The Canterbury Tales
Hierarchy in The Canterbury Tales College
During the Middle Ages in England, a tripartite society existed, consisting of three estates: the nobility, the clergy, and the workmen. This tripartite system is often referred to as “those who fight, those who pray, and those who work” because of the duties of each section that provide the kingdom’s protection and rule, the sanctity of the church to save souls, and the food and material for all. A very small percentage of people belonged to the aristocracy, a larger group made up the clergy, and an enormous population consisted of the workmen before the Black Plague. The inequality-based form of this society was accepted because of its attempt to reflect the Heavenly hierarchy of the Heavenly hosts. As a result of the Black Plague, the population of the kingdom would be reduced by a minimum of a third, setting off the turmoil of the social unrest. The Canterbury Tales allows readers to see that Chaucer is aware of the social unrest, and though he acknowledges the honest lives of some peasants and believes much of the church was corrupt, he professes faith in the hierarchy due to his loyalty to the aristocracy.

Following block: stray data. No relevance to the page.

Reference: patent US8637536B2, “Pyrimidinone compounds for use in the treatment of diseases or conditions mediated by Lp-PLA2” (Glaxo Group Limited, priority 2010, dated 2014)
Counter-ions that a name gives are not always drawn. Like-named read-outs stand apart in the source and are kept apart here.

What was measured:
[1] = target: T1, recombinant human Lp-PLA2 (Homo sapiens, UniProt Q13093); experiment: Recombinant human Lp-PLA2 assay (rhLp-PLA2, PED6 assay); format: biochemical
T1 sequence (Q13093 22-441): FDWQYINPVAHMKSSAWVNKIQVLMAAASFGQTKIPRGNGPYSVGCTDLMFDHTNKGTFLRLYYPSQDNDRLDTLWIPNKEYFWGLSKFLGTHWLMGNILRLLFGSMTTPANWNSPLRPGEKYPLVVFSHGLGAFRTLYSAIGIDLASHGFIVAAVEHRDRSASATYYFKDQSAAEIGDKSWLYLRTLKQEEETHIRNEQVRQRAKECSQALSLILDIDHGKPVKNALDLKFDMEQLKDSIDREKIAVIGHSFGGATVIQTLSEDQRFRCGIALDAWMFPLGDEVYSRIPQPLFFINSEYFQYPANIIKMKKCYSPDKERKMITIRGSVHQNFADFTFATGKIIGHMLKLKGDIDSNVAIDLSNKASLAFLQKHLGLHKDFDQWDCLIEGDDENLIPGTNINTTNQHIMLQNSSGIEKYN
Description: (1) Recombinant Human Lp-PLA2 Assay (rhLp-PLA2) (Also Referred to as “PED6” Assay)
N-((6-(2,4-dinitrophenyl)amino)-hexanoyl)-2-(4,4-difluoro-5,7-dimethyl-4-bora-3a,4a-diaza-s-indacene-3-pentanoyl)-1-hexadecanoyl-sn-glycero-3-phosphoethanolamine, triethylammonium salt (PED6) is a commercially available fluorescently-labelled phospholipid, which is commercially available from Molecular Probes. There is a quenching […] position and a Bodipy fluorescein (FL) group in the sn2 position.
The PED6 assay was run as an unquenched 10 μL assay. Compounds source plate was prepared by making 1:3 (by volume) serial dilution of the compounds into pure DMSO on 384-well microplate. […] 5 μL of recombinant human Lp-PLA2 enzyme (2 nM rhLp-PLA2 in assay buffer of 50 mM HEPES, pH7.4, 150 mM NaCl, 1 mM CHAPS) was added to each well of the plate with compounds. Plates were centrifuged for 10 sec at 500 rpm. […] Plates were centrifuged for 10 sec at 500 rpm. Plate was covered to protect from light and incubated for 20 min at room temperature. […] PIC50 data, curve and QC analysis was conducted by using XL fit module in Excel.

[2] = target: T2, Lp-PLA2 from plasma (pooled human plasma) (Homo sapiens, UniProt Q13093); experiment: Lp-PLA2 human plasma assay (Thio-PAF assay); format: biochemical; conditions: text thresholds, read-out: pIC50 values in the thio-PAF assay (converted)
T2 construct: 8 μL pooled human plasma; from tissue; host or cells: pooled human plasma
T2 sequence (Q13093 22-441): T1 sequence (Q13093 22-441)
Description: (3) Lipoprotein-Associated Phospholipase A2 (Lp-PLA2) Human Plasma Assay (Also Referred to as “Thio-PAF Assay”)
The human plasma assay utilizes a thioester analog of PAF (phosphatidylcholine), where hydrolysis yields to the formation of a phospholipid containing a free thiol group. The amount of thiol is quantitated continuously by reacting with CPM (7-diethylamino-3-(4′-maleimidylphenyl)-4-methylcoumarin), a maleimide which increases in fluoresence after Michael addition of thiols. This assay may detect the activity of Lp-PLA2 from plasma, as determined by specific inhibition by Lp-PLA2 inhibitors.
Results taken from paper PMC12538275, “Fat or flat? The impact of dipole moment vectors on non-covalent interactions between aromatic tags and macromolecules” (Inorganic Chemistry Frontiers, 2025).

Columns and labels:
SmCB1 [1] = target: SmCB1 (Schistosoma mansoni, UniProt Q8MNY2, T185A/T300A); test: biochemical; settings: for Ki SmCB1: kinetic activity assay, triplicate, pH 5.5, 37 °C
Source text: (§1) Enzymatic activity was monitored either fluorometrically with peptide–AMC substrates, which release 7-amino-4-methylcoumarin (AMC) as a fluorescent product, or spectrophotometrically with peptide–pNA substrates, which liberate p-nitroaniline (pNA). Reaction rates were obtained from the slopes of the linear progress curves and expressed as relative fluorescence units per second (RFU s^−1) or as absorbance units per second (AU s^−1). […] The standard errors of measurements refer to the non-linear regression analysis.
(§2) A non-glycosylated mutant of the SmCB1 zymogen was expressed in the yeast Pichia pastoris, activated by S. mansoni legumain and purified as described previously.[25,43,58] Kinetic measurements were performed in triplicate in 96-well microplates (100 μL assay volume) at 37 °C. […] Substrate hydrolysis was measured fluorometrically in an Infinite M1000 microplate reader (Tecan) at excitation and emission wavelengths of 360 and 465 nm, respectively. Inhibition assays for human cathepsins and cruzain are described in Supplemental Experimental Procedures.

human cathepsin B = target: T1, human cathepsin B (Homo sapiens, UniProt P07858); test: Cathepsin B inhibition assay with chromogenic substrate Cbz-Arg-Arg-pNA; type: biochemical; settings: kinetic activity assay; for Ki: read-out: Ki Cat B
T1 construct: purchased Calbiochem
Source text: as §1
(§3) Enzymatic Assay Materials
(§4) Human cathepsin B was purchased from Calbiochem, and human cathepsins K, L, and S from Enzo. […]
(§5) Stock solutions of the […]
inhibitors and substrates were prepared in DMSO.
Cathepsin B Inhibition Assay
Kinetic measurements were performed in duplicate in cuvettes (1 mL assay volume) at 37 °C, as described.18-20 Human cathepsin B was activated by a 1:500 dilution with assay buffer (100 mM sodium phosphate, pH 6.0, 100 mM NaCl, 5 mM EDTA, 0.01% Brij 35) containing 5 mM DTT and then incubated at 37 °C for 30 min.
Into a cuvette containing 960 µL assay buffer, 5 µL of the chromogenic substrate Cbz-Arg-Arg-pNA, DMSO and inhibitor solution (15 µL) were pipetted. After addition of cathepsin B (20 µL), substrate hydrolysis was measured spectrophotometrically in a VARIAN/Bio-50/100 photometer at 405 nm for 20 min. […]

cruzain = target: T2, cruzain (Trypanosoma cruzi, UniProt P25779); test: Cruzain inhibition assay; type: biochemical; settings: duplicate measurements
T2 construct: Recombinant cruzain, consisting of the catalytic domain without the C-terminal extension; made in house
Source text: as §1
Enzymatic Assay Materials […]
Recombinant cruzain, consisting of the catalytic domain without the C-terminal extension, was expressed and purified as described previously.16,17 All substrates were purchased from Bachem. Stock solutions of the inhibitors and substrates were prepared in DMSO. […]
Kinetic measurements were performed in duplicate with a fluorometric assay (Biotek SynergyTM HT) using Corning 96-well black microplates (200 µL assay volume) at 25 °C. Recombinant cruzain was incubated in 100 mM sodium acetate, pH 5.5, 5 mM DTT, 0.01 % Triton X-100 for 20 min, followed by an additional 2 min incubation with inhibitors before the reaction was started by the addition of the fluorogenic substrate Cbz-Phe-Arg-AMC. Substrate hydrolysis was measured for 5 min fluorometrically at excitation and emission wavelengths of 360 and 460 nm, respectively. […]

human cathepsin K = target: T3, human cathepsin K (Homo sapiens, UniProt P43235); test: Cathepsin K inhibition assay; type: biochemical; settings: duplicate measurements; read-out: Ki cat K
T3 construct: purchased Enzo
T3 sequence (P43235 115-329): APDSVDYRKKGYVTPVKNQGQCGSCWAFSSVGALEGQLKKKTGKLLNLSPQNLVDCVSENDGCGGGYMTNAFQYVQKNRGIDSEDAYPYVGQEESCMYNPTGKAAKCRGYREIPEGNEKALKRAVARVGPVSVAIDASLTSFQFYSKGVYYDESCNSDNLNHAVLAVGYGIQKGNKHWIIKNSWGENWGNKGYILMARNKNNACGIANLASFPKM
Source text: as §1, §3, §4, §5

In The Canterbury Tales, Chaucer reflects the general awareness of the tension between the social hierarchy through...
Join Now to View Premium Content
GradeSaver provides access to 1136 study guide PDFs and quizzes, 8719 literature essays, 2345 sample college application essays, 386 lesson plans, and ad-free surfing in this premium content, “Members Only” section of the site! Membership includes a 10% discount on all editing orders.
Already a member? Log in